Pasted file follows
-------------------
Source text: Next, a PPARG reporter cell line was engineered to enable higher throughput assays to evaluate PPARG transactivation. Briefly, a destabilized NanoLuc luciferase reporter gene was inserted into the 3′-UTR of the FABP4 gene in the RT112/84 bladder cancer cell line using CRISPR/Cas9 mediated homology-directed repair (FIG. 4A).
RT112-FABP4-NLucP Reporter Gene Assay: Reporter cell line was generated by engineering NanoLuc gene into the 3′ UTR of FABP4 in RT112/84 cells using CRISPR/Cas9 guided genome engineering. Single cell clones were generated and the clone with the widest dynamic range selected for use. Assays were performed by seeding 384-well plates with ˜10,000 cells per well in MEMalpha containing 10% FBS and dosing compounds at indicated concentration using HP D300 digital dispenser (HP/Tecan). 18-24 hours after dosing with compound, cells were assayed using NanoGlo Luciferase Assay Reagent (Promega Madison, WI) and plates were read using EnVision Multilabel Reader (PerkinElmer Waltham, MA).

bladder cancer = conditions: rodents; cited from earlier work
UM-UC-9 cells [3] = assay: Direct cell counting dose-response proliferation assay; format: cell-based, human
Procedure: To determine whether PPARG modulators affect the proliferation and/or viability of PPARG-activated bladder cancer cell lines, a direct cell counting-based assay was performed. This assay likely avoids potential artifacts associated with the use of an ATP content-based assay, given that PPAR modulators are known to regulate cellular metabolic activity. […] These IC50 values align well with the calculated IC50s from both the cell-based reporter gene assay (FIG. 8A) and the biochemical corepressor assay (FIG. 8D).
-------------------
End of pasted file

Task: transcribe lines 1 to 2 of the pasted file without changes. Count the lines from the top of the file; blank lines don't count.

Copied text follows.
Source text: Next, a PPARG reporter cell line was engineered to enable higher throughput assays to evaluate PPARG transactivation. Briefly, a destabilized NanoLuc luciferase reporter gene was inserted into the 3′-UTR of the FABP4 gene in the RT112/84 bladder cancer cell line using CRISPR/Cas9 mediated homology-directed repair (FIG. 4A).
RT112-FABP4-NLucP Reporter Gene Assay: Reporter cell line was generated by engineering NanoLuc gene into the 3′ UTR of FABP4 in RT112/84 cells using CRISPR/Cas9 guided genome engineering. Single cell clones were generated and the clone with the widest dynamic range selected for use. Assays were performed by seeding 384-well plates with ˜10,000 cells per well in MEMalpha containing 10% FBS and dosing compounds at indicated concentration using HP D300 digital dispenser (HP/Tecan). 18-24 hours after dosing with compound, cells were assayed using NanoGlo Luciferase Assay Reagent (Promega Madison, WI) and plates were read using EnVision Multilabel Reader (PerkinElmer Waltham, MA).